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Greetings! from the Postcard File
January 11, 2017

This post was written by Jill Reichenbach, Reference Librarian, Department of Prints, Photographs and Architectural Collections. At this time of year, many people fantasize about going on a relaxing vacation somewhere exotic, or at least warm. And while some lucky people actually do get to go on vacation, still more might receive a postcard from…

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“Ode” Lang Syne: New Year’s Poems
January 1, 2017

This post was written by Megan Cherry, Andrew W. Mellon Foundation Fellow for 2016-2017. New Year’s comes with its own unique traditions, especially in New York. Approximately a million people will be gathering in Times Square this New Year’s Eve to watch the ball drop – a New York tradition since 1907. But one New…

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The Ties that Bound: Corset Controversy in the Victorian Era
December 29, 2016

This post was written by Tammy Kiter, Manuscript Reference Librarian. During chillier seasons, one may feel constricted by layers of sweaters, coats, scarves and other accessories designed to keep us warm and comfortable. But imagine how our foremothers felt in their confining corsets, also known as “stays,” of yesteryear. Although corsets had been in use…

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From The Lab: Stabilizing A Tattoo Sketchbook
December 21, 2016

This post was written by Saira Haqqi, Enhanced Conservation Work Experience (ECWE) Assistant. Our upcoming exhibition, Tattooed New York, will feature this delightful sketchbook containing tattoo designs by an unknown artist. Before it could be exhibited, the book needed some conservation treatment. When it came to the lab it showed signs of extensive use: the covers…

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Waste Not, Want Not: A Peculiar Binding in the Beekman Family Library
December 14, 2016

This post was written by Matthew Murphy, Head of Cataloging and Metadata Books can often tell stories far beyond the texts they contain. Every book is an artifact, built up from a multitude of components in a myriad of ways. Whether it is the paper the text is printed on, the thread the book was sewn with,…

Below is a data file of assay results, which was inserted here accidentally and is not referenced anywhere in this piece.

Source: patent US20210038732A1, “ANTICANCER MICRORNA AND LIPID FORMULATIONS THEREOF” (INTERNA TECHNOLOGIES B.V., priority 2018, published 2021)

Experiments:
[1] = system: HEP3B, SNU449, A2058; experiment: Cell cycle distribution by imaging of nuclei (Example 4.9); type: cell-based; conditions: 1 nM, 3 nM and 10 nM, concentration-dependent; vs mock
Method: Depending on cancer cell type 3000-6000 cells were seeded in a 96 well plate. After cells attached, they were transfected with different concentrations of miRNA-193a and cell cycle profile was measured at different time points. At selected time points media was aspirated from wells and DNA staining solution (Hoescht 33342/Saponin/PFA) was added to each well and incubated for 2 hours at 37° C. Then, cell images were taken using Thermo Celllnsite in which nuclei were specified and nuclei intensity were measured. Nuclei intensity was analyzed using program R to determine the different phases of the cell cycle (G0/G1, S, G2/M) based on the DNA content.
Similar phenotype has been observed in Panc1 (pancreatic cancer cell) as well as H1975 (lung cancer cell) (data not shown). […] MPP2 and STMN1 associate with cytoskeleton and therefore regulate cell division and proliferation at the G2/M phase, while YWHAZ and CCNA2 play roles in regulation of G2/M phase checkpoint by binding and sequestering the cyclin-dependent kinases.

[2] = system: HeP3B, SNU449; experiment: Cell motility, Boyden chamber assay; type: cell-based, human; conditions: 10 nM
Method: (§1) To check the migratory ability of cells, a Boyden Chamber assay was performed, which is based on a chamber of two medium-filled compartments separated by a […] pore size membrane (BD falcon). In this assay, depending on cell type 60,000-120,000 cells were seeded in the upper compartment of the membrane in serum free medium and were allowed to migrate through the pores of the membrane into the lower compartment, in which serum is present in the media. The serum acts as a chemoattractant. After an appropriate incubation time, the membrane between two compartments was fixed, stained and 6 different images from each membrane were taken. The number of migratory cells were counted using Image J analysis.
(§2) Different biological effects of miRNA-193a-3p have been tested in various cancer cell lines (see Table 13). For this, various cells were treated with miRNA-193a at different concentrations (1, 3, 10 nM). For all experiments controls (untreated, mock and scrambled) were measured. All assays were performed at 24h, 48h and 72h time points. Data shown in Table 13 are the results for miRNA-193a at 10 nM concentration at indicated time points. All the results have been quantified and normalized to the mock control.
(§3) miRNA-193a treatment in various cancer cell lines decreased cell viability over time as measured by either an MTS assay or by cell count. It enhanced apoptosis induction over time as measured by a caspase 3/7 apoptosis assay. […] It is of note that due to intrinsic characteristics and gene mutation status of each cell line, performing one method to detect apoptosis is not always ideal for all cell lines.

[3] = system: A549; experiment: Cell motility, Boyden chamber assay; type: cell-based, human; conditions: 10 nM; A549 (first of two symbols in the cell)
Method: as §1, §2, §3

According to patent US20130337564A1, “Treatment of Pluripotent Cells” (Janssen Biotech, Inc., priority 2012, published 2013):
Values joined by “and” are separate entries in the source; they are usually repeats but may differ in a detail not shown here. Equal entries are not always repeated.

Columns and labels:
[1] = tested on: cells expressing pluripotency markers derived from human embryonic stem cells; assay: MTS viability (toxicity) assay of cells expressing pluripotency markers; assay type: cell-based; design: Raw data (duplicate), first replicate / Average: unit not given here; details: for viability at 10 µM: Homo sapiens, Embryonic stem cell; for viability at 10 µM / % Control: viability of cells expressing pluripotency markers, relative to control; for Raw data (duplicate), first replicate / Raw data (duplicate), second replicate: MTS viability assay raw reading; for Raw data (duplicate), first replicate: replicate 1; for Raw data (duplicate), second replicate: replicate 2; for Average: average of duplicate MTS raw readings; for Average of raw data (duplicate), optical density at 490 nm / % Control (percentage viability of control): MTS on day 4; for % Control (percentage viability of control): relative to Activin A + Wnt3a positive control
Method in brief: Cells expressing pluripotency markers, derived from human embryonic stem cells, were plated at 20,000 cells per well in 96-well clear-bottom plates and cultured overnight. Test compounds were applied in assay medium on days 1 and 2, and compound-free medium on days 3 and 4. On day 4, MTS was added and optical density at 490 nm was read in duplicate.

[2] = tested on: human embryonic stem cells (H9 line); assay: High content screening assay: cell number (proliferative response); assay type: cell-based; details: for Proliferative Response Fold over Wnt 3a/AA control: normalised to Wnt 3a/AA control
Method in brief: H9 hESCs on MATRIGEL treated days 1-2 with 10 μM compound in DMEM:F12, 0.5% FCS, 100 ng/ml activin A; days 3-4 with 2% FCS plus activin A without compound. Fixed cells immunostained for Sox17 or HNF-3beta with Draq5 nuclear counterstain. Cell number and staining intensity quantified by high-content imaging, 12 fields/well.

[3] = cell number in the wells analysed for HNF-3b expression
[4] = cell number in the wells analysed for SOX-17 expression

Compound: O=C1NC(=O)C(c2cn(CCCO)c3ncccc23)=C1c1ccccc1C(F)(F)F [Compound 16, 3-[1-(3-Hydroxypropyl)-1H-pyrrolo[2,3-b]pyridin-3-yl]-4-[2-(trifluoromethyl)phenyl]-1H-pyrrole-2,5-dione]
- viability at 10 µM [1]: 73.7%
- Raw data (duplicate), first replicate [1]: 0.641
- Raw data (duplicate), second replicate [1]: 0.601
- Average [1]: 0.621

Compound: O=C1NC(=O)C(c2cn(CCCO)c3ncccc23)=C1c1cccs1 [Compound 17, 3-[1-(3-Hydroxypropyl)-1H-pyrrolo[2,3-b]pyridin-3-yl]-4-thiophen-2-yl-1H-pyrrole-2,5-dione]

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Postcard from Harry Zuckerman to his sister, January 8, 1919 (AHMC - Zuckerman, Harry)
AHMC of the Month: Harry Zuckerman and World War I
December 8, 2016

This post was written by Matthew Murphy, Head of Cataloging and Metadata Though it may often seem like an archival collection is a static thing, the fact of the matter is that many collections are always expanding. The American Historical Manuscript Collection is a prime example of this; it continues to grow as new materials…

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Cooking from Scratch: Manuscript Recipes
November 30, 2016

This post was written by Nina Nazionale, Director of Library Operations. With the approach of the winter holidays, many of us find ourselves flipping through recipe books we’ve compiled over the years—a motley mix of cards and sheets, handwritten and typed, photocopied and downloaded, clipped from newspapers and magazines — while also searching through cookbooks,…

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‘Twas the Night After Thanksgiving: Dick Gosman’s Dream
November 21, 2016

This post was written by Joseph Ditta, Manuscript Reference Archivist. Richard “Dick” Gosman (1875-1946) was born and raised on a farm in Blissville, Queens (the site is now occupied by Amtrak’s Sunnyside rail yard). Between the ages of ten and fourteen (1886-1889) he produced several handcrafted periodicals, of which his monthly People’s Paper ran the longest,…

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Portrait of Harriet Martineau. PR-052, Portrait File. New-York Historical Society
AHMC of the Month: Harriet Martineau’s “Life in the Sick-Room”
November 16, 2016

This post was written by AHMC cataloger Miranda Schwartz. Harriet Martineau was a prolific English author and thinker. Born in 1802, Martineau was an avid, self-educated reader (as was common at the time, only the boys in the family were sent to university), and, after the failure of her father’s business textile mill in 1829,…

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